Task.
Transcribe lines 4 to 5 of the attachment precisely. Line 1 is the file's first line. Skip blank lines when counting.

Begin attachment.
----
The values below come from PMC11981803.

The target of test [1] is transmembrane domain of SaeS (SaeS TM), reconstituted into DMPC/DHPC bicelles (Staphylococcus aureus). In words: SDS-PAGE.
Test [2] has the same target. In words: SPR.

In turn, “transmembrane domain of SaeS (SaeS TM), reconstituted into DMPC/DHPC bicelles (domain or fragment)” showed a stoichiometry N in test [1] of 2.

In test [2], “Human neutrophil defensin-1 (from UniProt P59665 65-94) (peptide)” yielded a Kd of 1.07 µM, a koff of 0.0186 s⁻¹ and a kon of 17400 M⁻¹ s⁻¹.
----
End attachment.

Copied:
In turn, “transmembrane domain of SaeS (SaeS TM), reconstituted into DMPC/DHPC bicelles (domain or fragment)” showed a stoichiometry N in test [1] of 2.

In test [2], “Human neutrophil defensin-1 (from UniProt P59665 65-94) (peptide)” yielded a Kd of 1.07 µM, a koff of 0.0186 s⁻¹ and a kon of 17400 M⁻¹ s⁻¹.